Grey Commentary: I think Circle and Line makes some sense from the most basic of positions. If the opponent steps in with a jab roll over the lead hand to cover the face shuffle step around to their side and then follow with a jab to the temple or a body shot or even a side kick the options are near limitless. That being said there may be instances where such a tactic is not the wisest option where I do not want to count them circling with a linear strike and then be inside their reach and instead circle around with them to maintain a fix on their position possibly circling with them will also allow me a position near an exit to allow me to escape in a street scenario or I may just not want to get close to them by going with the linear attack. Always have options.

The comments of circular blocking motions like parrying or circular outward/inward blocks has its place but I feel this is also relevant to linear fighting as well. I believe that checks and parry’s would be more applicable to circular movements as the goal is speed and not power where as a linear block would be more solid and have more power behind it.

The idea of the line overcoming the circle is a practice found in other traditional asian martial arts like wing chun which is a very linear style of fighting with regard to the centre line concept and its striking styles these styles can also found in parts of kenpo. I feel that both have their place but the reaction to a circle does not always need to be a line nor a line a circle.

This law need not also be applied from the movement of the body but from the angles of a strike, liner strike blocked by a circlular block, followed up by a liner strike of your own circling into another strike of your own followed by one more linear strike. Like the old boxing adage of head, body, head, body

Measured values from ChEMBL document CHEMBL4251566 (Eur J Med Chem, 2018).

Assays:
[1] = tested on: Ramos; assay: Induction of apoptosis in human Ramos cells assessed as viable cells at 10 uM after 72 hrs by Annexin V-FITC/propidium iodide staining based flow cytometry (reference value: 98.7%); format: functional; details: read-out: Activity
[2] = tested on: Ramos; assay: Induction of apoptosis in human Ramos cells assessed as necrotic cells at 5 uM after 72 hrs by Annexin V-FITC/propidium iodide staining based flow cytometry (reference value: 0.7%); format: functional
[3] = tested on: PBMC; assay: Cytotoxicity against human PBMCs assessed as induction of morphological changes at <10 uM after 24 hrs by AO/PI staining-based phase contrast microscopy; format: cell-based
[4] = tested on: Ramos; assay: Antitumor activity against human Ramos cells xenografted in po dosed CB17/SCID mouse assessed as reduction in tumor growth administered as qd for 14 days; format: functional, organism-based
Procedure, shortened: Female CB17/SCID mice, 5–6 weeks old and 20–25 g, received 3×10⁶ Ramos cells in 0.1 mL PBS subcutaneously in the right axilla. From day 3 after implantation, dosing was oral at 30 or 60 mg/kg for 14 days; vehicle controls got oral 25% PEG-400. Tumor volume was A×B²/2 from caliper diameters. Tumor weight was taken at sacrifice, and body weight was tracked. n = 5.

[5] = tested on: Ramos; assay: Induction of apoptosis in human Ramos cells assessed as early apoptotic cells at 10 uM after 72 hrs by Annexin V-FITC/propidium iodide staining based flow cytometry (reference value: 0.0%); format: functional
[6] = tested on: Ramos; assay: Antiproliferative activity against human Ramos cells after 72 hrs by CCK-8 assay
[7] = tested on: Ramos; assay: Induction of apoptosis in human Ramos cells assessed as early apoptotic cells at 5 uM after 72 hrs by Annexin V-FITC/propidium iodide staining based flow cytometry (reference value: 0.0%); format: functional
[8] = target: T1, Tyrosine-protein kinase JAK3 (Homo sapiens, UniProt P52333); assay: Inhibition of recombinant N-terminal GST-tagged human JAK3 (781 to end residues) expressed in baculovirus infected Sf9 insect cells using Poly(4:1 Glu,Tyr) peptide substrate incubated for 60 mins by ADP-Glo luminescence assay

Here is a video from Kenpo Master Larry Tatum. The video is a clip from one of his DVD’s and cuts out near the end but still offers some commentary on the law from a striking application. In this video Master Tatum reacts to a right straight punch with a right handed inward block, followed by a ridge hand to the neck, followed by an elbow to the face, followed by a hammer fist to the liver.  



Musashi's nine principles from the Book of Earth


"To all Ways there are side-tracks. If you study a Way daily, and your spirit diverges, you may think you are obeying a good Way, but objectively it is not the true Way. If you are following the true Way and diverge a little, this will later become a large divergence. You must realize this."
  1. Do not harbor sinister designs. Think honestly and truthfully.
  2. The Way is in training. One must continue to train.
  3. Cultivate a wide range of interests in the ten skills and ten arts. Then one can definitely find the benefits of hyoho and develop oneself.
  4. Be knowledgeable in a variety of occupations, and learn the thinking of people who work in them.
  5. Know the difference between loss and gain in worldly matters.
  6. Nurture the ability to perceive the truth in all matters. It is important to build up an intuitive judgment and understand true values.
  7. Be aware of those things which cannot be easily seen with the eye. Develop intuitive judgment and a mind that freely controls one's body.
  8. Do not be negligent, but pay attention even to the smallest details. Keep them in mind all the time, so as to avoid unexpected failure.
  9. Do not engage in useless activity. Do not argue about useless things. Concentrate on your duties. 
The nine basic attitudes listed are essential for freeing your spirit from negative thoughts that would interfere with the journey. They must be constantly drilled and you must take them into your heart. only once you have accepted these attitudes are you able to proceed.